This issue first came to my attention when my 16-year-old high school student, Matteo, brought his English homework to our lesson. First of all, his English speaking ability was not in question. He was nearly fluent. His assignment was to analyze a poem called “Virginia” by T.S. Eliot.  I had him read it out loud and when he finished he said that he didn’t understand it. Neither did I. So then I read it aloud and explained to him that it was indeed difficult to understand.  He looked at me, puzzled. He must have been amazed that a native speaker of English didn’t even understand poems in his own language. 'Who is this dumbass that my mom hired?' I pictured him thinking. And so we jumped right into the meaning of some of the words. He asked what “still” meant.  I told him it could signify continuity as in “I’m still waiting,” or it could mean not moving as in “standing still”.  He nodded and then asked which one it was.  I looked back at the poem’s line.  It was unclear to me. Still. I changed the subject. “Ok,” I said, “Let’s focus on the color symbolism.” So we looked at the lines with “purple trees” and “red river.” Of course, then he asked me what the symbolism was about. I paused, gazed out the window, and decided to make some shit up.  I told him that red probably symbolized blood and death, and purple-- the almost dead leaves of fall—symbolized a dying soul.  And that might have worked for him, but then I went into how T.S. Eliot, and most modernists, were greatly impacted by the devastation of World War I and that perhaps all this symbolic “death” referred to the millions of soldiers that perished in WWI.  I thought it sounded pretty decent for being unprepared and half bullshit. Then Matteo said, in rather articulate English, “But isn’t Virginia in the United States?” “Yes”, I replied. “Well, World War I was fought in Europe, so why would a river in Virginia be used to symbolize deaths in Europe?"  “I don’t know, Matteo. Good question,” I said. The rest of the lesson was not so pathetic on my end, and I’d like to think I recovered at some point, but it definitely brought up the question of my own shaky English comprehension.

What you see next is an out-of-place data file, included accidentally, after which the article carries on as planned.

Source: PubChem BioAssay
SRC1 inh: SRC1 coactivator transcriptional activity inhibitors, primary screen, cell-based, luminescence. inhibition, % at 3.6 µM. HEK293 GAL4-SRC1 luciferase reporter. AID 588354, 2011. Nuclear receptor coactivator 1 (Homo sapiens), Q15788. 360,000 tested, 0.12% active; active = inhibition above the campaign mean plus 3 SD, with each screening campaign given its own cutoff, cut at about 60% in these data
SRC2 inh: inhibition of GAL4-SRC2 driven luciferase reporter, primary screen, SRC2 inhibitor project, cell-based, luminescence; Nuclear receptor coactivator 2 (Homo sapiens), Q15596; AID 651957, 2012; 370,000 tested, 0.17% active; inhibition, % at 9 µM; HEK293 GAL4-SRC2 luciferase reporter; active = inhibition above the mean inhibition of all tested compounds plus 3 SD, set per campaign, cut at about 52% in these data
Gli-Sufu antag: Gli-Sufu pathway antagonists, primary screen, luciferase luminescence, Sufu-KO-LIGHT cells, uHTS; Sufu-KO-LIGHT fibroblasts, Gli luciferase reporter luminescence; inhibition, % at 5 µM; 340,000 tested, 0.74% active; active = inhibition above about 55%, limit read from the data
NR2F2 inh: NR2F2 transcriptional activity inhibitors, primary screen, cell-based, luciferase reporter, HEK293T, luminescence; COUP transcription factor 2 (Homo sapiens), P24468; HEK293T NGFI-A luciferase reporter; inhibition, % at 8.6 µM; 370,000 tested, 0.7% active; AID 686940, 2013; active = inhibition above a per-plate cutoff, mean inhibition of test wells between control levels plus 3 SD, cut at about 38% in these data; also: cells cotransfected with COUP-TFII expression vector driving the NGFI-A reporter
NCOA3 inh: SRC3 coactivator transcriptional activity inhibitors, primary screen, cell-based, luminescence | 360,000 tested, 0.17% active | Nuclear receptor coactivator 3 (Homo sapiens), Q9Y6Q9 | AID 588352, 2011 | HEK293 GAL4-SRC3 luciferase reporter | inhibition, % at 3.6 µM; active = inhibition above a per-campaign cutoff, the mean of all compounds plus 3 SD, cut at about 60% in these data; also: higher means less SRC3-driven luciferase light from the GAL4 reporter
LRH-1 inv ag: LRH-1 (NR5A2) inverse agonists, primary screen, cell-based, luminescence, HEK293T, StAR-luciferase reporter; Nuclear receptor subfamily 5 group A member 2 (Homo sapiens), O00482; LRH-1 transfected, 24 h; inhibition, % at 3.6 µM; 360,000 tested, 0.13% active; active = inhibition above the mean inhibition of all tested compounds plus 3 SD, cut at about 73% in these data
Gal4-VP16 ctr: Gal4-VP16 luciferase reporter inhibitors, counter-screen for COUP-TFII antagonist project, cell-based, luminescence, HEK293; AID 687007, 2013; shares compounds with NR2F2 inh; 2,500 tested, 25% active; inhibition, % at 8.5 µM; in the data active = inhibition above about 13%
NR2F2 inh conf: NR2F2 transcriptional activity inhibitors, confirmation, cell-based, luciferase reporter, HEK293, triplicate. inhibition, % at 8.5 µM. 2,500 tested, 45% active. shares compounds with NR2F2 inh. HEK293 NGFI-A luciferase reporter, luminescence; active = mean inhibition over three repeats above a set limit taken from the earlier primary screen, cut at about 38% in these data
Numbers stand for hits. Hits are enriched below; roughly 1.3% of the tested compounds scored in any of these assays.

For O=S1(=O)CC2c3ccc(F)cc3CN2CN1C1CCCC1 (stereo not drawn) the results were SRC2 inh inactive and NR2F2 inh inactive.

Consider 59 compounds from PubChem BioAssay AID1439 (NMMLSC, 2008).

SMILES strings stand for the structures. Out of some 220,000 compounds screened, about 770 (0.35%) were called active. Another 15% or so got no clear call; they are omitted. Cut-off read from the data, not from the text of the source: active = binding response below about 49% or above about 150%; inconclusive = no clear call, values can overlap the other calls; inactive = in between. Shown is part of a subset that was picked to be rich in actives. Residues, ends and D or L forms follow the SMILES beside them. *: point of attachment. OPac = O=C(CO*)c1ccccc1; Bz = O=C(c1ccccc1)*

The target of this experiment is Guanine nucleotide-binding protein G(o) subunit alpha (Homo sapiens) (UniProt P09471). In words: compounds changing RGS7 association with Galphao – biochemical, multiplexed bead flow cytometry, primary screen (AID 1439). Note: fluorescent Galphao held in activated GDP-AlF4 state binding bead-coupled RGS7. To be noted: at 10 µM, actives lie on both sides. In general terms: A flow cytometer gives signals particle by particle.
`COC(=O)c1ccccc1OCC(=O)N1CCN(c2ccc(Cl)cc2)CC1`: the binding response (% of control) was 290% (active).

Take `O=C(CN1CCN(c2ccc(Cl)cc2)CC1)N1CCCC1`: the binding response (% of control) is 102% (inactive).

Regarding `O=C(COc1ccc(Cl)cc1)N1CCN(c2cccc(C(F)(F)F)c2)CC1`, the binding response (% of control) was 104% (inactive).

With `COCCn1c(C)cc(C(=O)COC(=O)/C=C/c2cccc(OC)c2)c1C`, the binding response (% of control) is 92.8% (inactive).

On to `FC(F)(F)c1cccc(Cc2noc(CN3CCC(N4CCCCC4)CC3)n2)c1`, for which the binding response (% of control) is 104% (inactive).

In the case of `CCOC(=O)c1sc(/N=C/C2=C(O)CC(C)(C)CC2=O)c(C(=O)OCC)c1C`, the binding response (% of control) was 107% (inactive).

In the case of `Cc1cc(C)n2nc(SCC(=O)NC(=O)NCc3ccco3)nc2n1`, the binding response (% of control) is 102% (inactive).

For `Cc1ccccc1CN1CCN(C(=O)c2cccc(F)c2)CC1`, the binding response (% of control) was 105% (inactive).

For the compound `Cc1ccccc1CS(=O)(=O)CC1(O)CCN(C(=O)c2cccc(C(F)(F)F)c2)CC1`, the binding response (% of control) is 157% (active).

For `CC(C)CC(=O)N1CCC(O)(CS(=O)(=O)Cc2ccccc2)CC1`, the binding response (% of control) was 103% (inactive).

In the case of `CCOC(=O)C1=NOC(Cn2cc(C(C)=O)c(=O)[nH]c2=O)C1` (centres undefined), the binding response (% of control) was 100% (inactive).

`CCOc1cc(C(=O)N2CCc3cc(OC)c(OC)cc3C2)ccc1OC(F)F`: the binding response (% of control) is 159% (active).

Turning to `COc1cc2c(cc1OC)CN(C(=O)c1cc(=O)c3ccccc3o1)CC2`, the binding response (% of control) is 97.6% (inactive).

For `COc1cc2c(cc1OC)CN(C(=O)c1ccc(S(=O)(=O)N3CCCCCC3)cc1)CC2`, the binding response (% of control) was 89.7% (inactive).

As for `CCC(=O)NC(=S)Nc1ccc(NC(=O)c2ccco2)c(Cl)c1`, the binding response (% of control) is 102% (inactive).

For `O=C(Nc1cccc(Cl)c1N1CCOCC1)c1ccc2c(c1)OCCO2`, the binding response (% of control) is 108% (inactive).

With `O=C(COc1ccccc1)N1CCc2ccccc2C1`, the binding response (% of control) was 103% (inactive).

Then there’s Riccardo’s fill-in-the-blank homework that he brings to me every Monday.  It’s usually much easier. He’s also 16, but I imagine he must be in the class that’s analyzing “Cat in the Hat” rather than T.S Eliot. Even so, there are still uncertainties that pop up. The directions say to fill in the blank. He_____ feeling well.  Some of the choices are “hasn’t been” or “wasn’t.” Jesus Christ, they both work! And another option is “mightn’t.”  Who ever says “mightn’t”!?  I told Riccardo that I’d never used the word “mightn’t” in my entire life. He gave me that same puzzled look that Matteo did. Then I scanned the directions and saw words like “conditional” and “past perfect” and “imperfect” and realized that I didn’t really know what the hell these things meant anymore.  So I ended up working backwards with Riccardo in order to figure out what the goddamn instructions actually meant.  By the time we had finished his worksheet, I felt like a fraud; a charlatan—mainly because I realized the fact that I wasn’t teaching these kids English as much as I was doing their homework for them.  I figured why not just put up a flyer at the local high school that says, “Pay me 20 euros-- I’ll do your English homework!” I might as well.